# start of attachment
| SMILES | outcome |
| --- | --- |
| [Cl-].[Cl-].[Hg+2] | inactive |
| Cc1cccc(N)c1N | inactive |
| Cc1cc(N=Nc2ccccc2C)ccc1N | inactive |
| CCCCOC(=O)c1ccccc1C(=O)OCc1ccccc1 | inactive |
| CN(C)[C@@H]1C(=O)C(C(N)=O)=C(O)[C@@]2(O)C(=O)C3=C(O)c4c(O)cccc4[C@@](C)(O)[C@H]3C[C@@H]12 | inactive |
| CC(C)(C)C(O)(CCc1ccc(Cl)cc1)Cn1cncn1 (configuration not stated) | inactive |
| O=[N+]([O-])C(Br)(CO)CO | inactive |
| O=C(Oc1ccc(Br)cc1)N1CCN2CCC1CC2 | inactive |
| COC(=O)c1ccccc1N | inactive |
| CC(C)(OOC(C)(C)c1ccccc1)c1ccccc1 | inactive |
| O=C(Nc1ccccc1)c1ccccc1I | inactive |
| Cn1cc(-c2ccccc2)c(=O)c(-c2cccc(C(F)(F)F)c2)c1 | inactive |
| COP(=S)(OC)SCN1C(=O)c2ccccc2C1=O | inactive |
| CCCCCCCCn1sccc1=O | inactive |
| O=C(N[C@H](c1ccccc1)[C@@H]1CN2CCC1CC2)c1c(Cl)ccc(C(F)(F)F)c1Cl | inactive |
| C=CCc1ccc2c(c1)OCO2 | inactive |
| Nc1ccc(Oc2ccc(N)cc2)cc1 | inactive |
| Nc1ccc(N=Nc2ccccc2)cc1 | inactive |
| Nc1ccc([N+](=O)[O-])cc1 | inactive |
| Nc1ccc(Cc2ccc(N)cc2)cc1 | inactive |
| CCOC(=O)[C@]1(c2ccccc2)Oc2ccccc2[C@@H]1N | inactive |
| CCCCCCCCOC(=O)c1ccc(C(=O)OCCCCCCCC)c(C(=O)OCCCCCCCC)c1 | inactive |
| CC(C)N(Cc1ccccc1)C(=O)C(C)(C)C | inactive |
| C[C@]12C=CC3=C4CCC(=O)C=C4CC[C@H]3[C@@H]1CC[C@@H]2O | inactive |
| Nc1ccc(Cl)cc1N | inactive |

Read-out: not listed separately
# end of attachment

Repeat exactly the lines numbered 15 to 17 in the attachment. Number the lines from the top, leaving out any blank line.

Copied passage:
| COP(=S)(OC)SCN1C(=O)c2ccccc2C1=O | inactive |
| CCCCCCCCn1sccc1=O | inactive |
| O=C(N[C@H](c1ccccc1)[C@@H]1CN2CCC1CC2)c1c(Cl)ccc(C(F)(F)F)c1Cl | inactive |